CWRU MSA Program Announces New Class Leaders

Four CWRU MSA students in white coats speaking with two faculty members

Each year in the spring, rising first-years in the Master of Science in Anesthesia Program have the opportunity to take on leadership roles at their respective locations of study in Cleveland, Ohio; Houston, Texas; and Washington, D.C.

The MSA Network is pleased to announce the following students have been selected for the Class of 2020:

  • Ariel Amman, Cleveland Professional Advocacy Representative
  • Adriel Crispo, Cleveland Student Chief
  • Jaclyn Fleener, Washington Professional Advocacy Representative
  • Tedra Hall, Houston Student Chief
  • Brijette Gray, Houston Professional Advocacy Representative
  • Payam Ghaderi, Houston Professional Advocacy Representative
  • Alexis Lambros, Washington Legislative Advocate
  • Ah Le, Houston Student Chief
  • Kevin Mayes, Washington Professional Advocacy Representative
  • Brooke McDonald, Washington Legislative Advocate
  • Josiah McFarland, Washington Student Chief
  • Mallory Mews, Cleveland Professional Advocacy Representative
  • George Patterson, Cleveland Biomedical Graduate Student Organization Representative
  • Brett Siemon, Washington Student Chief
  • Jose Yap, Cleveland Student Chief

These roles provide opportunities for students to act as advocates at various levels, from internally supporting graduate students at Case Western Reserve University to liaising with professional organizations such as the American Academy of Anesthesiologist Assistants and the American Society of Anesthesiologists to networking with legislators on Capitol Hill.

The number of student leaders varies by year and, depending on the location, students may either be nominated by the faculty or elected by their peers.

More on Leadership Roles at CWRU MSA

There are two leadership roles that are standard across all three CWRU MSA branches: student chiefs and professional advocacy representatives.

Student Chiefs

Similar to resident chief for medical residency programs, the student chief helps to organize and support the local cohort. While the student chief may do some work with scheduling and act as a member of the admissions team, they primarily act as a liaison between the MSA students and the department.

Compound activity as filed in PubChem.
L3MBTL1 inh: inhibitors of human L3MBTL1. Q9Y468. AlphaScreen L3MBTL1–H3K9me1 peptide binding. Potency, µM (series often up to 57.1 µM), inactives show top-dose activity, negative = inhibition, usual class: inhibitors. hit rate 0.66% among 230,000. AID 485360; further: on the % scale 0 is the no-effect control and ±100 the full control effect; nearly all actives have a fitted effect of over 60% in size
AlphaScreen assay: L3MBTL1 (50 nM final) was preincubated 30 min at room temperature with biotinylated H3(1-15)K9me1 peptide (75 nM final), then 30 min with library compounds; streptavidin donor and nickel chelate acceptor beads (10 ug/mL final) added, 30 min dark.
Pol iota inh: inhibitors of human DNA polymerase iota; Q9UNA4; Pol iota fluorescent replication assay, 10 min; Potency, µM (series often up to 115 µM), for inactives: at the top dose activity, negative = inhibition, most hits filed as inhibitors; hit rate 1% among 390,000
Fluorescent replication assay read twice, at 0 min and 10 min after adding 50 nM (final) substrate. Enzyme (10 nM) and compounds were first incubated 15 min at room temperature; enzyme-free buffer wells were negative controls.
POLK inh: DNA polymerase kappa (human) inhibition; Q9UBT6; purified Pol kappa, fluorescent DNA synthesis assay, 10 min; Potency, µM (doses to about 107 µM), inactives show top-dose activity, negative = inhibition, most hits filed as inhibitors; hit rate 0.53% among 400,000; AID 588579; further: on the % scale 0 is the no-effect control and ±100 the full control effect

Professional Advocacy Representatives (PARs)

PARs acts as the liaison to AAAA, ASA, and other partner organizations. This role requires students to organize local fundraising indicatives, coordinate membership enrollment with their cohort, and to attend national meetings with these key partners.

Each location has two student chiefs and two professional advocacy representatives.

In Cleveland, one student per cohort is nominated to serve as the biomedical graduate student organization representative. The MSA student joins a council comprised of PhD, master’s, and post-baccalaureate students from across the School of Medicine. The BGSO representative is expected to attend all meetings and events, and to communicate key initiatives and events to the MSA cohorts to support curricular collaboration and extracurricular engagement across the School of Medicine.

In Washington, two students per cohort are nominated to serve as legislative advocates. These students network with legislators, observe at meetings, and advocate for healthcare. In the past, these advocates have also testified in cases concerning practice rights.

The opportunity to serve in these leadership positions prepares students to have a voice in their professional organizations and to network with other leaders across the School of Medicine, the university, and other major organizations. The leadership roles also exemplify the importance of advocacy at CWRU MSA. Learn more about our class leaders here.